When Eboni Hicks created Brown Girls in Tech last year, the main goal was to expose young women, specifically those of color, to the field of technology.
“The whole purpose of the organization is to educate and make our young brown girls more aware of opportunities (in technology),” she said Thursday. “It started initially through Girls Who Code (an Augusta-based coding club for females) but through that relationship it was decided that there was more of a need to introduce this group to our girls.”
Once the group was formed, its 22 girls ages 10 to 18 began using their coding skills to create a website to combat an issue they felt caused a significant impact on them and their peers. The project focuses on ways to prevent cyberbullying and is set to launch Saturday.
An event to honor the students’ work and website launch will be at 10 a.m. in Room EC-1210 at the Augusta University Health Sciences Building, 987 St. Sebastian Way.
The project is one that Alicia Elam, co-facilitator of Girls Who Code, believes connected the girls.
“We talked about cyberbullying and other forms of bullying and how to combat that from Sept. 24 until now,” she said. “So we’re so excited because this is a combination of our girls and everything they’ve learned, and they each have a story to tell.”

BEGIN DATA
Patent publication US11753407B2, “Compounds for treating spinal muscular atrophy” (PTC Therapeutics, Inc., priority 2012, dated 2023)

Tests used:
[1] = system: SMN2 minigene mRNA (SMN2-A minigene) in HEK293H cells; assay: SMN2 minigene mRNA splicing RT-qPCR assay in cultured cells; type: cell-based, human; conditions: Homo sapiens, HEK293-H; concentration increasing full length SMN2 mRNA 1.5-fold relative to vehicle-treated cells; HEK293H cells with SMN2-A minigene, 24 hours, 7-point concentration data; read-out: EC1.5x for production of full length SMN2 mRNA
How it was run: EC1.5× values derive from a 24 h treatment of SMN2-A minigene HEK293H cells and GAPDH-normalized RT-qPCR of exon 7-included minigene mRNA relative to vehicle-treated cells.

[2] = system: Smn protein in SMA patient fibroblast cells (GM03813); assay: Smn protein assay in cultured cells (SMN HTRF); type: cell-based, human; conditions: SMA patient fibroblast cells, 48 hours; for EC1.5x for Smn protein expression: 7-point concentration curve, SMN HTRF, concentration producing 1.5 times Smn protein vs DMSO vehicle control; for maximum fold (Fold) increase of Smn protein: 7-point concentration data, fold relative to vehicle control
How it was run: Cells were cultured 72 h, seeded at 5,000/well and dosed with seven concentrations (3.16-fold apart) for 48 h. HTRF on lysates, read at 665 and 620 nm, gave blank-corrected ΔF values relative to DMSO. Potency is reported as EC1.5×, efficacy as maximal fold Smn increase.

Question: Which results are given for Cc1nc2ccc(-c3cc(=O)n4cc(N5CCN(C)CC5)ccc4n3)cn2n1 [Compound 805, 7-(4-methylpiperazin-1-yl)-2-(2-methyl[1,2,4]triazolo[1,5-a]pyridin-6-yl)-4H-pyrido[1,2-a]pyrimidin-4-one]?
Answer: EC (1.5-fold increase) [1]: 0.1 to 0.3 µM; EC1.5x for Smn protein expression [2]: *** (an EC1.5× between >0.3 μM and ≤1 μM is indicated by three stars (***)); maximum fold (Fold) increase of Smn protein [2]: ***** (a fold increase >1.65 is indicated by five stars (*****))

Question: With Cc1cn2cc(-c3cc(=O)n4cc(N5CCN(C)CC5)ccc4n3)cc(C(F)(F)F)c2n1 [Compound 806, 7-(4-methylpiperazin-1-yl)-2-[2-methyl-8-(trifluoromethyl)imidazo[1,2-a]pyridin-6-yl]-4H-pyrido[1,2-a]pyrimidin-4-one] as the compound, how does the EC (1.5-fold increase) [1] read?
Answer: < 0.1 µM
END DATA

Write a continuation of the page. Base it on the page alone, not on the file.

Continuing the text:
The experience is something that gives 15-year-old Tatum Minter confidence.
“I didn’t know it took much work into building things like this, so it taught me how to code and how to build friendships with others,” the A.R. Johnson student said Thursday.
She feels the website will help those who have been bullies or bullied.
“It basically tells stories about people who have been bullied and try to inform people about it so they can try to get help because a main outcome of being bullied is suicide,” Tatum said.
Ally Owens, a 13-year-old student at Davidson Fine Arts Magnet School, believes the website will help create awareness about the issue.
“The bullies are behind a screen and they’re just saying these mean comments about another person, but there’s more to it than just those comments,” she said. “Sometimes the comments can be more threatening.”